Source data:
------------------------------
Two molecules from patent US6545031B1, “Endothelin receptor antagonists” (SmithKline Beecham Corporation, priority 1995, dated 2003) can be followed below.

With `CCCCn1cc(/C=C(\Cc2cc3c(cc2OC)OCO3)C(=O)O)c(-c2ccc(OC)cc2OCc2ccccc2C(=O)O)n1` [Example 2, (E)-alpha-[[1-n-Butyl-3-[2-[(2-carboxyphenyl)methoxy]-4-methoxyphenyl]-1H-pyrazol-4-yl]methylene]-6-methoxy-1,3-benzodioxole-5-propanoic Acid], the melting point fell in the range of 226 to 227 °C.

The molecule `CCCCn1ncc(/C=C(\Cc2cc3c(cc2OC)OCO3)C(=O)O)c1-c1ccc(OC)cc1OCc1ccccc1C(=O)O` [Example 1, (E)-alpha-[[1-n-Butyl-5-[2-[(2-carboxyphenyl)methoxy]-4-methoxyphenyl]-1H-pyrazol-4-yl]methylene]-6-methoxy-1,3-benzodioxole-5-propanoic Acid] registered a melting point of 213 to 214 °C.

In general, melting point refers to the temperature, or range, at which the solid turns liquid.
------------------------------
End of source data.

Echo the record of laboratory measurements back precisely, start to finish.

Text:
Two molecules from patent US6545031B1, “Endothelin receptor antagonists” (SmithKline Beecham Corporation, priority 1995, dated 2003) can be followed below.

With `CCCCn1cc(/C=C(\Cc2cc3c(cc2OC)OCO3)C(=O)O)c(-c2ccc(OC)cc2OCc2ccccc2C(=O)O)n1` [Example 2, (E)-alpha-[[1-n-Butyl-3-[2-[(2-carboxyphenyl)methoxy]-4-methoxyphenyl]-1H-pyrazol-4-yl]methylene]-6-methoxy-1,3-benzodioxole-5-propanoic Acid], the melting point fell in the range of 226 to 227 °C.

The molecule `CCCCn1ncc(/C=C(\Cc2cc3c(cc2OC)OCO3)C(=O)O)c1-c1ccc(OC)cc1OCc1ccccc1C(=O)O` [Example 1, (E)-alpha-[[1-n-Butyl-5-[2-[(2-carboxyphenyl)methoxy]-4-methoxyphenyl]-1H-pyrazol-4-yl]methylene]-6-methoxy-1,3-benzodioxole-5-propanoic Acid] registered a melting point of 213 to 214 °C.

In general, melting point refers to the temperature, or range, at which the solid turns liquid.